Posted by Charles on October 29, 1999 at 23:33:17:
In Reply to: Portfolio reviews posted by Kevin on October 29, 1999 at 12:12:28:
For starters, don't be disapointed with the way things may go. Most of the people who screen portfolio submissions don't have any idea what they're looking at. Sad but true. They pass the ones they think are strong to artists for comments that may never reach you.
Many artists submit portfolios only to get a standard rejection letter. If they see a portfolio they like, some studios will make copies of your artwork without your permission and file it for future reference. I know of one major stufio that does this routinely without notifying the artist.
Animation is an industry that is heavily networked. Knowing people on the inside, having access to information as to what is going on where, who is looking for talent, etc., this is how many of the people who break in do it. Nobody places a help wanted notice in the classified adds. It's done mostly by word of mouth. Local art schools that supply some of the studios are a good place to be. Having patience and working and reworking a portfolio is essential.
Get as much feedback and honest, constructive criticism as you can from the studios that return your work. Don't take it personally. Do what you've got to do to get to a professional level or else try doing something else for a living. Things are very tight right now, but people are still getting in.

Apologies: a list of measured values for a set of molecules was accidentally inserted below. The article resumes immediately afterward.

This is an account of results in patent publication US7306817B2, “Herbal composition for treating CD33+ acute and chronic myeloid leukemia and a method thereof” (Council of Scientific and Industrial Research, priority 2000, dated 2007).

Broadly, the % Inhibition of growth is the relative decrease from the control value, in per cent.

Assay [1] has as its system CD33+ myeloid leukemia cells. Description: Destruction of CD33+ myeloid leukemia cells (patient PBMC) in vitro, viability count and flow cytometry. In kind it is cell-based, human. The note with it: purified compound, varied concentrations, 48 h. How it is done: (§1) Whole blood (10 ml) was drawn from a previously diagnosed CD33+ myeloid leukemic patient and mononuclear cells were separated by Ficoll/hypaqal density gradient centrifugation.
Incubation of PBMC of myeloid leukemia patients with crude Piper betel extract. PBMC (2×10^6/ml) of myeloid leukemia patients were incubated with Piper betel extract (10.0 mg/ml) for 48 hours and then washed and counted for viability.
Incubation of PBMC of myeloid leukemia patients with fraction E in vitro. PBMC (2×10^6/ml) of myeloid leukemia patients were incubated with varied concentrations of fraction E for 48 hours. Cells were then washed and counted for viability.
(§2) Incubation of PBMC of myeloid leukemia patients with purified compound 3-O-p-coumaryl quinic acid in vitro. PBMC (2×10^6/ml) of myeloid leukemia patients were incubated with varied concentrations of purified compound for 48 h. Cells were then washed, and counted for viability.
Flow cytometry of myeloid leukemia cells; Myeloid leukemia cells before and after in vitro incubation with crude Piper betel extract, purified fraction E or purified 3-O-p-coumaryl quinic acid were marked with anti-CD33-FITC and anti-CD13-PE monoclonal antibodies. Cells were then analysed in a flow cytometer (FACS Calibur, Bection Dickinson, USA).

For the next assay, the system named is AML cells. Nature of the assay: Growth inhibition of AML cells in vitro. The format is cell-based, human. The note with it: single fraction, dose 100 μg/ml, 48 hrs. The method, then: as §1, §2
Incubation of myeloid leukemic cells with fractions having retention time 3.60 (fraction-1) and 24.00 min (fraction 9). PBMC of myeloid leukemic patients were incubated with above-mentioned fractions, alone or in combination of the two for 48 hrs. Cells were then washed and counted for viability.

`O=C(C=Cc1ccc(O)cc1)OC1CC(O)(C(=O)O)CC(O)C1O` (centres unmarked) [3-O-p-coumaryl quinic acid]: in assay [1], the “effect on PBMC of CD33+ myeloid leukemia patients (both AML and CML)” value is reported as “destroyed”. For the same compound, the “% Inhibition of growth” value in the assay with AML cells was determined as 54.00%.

The mismanagement of the industry is chronic. You have to understand this. You're lucky to get any comments at all once your portfolio is returned. If you happen to make an impression, you may be given a test. This is a good sign. Do it. Do your best with it. Submit it, then relax. It may take them a while to give you the results, if at all. One guy had to dog a recruiting manager for weeks before he got word. Turned out she lost his test but didn't have the courtesy to tell him. If you didn't make the cut, keep working and take the test again after a couple of months.
If you're offered an internship, take it. It may involve filing papers or making copies. That's ok. Many have gotten in this way. You'll meet people. You'll learn. You'll make friends and if you keep drawing, you'll start getting small creative assignments. Do them. Be open minded and objective. Leave your ego at at home and don't fall in love with your artwork. Listen to what experienced artists are telling you.
Above all, keep drawing. Keep practicing. That's what it all comes down to.
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